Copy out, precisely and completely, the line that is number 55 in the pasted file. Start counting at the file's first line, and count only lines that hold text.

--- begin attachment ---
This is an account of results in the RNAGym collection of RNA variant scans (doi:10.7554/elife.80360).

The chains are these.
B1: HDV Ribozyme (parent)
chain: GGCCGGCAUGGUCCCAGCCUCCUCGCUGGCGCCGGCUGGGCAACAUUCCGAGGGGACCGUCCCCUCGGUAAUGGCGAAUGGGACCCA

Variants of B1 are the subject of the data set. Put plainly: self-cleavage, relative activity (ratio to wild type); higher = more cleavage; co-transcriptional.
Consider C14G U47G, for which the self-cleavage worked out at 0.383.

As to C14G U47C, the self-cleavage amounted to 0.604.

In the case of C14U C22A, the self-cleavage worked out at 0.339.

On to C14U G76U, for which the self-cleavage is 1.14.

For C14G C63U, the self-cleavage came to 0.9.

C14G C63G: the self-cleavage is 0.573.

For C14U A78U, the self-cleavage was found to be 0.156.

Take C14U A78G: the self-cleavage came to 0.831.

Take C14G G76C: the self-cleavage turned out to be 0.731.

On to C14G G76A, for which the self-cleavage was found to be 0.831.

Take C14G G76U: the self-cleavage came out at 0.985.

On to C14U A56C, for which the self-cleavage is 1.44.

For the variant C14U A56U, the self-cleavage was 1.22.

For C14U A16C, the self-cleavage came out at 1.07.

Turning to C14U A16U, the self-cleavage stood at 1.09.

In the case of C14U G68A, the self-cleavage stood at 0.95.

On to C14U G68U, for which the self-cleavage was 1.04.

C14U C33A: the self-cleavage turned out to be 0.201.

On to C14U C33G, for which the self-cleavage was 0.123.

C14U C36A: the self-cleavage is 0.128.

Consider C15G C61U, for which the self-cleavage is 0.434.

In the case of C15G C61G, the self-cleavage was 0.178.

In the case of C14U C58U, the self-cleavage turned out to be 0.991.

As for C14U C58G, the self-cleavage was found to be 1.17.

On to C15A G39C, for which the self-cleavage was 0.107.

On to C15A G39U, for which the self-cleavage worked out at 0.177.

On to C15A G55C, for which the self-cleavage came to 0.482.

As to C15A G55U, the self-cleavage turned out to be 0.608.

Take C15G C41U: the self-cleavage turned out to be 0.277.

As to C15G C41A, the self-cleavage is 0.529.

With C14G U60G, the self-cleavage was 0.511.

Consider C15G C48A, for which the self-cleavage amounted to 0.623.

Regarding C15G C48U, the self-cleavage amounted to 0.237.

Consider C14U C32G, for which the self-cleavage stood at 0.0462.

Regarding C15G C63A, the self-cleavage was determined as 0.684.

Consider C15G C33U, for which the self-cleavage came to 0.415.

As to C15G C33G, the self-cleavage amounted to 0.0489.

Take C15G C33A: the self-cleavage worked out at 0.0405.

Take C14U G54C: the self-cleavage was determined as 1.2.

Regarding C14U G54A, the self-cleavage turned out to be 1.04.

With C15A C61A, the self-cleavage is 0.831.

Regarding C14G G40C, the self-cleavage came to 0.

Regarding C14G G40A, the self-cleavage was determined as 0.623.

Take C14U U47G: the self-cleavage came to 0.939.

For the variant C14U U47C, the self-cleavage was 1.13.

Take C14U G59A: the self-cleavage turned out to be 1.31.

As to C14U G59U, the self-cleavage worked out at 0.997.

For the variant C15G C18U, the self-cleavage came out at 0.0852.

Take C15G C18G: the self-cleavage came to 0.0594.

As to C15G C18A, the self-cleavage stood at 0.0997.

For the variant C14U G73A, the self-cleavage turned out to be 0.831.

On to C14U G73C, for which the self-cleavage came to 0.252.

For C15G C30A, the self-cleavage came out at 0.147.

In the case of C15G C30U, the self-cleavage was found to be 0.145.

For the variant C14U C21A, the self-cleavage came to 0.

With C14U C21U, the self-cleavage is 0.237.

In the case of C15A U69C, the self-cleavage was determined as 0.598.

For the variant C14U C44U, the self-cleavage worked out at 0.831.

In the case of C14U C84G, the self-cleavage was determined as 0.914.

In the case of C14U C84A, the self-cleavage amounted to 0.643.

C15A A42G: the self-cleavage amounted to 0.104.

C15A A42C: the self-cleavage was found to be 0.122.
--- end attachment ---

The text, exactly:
As to C15G C18A, the self-cleavage stood at 0.0997.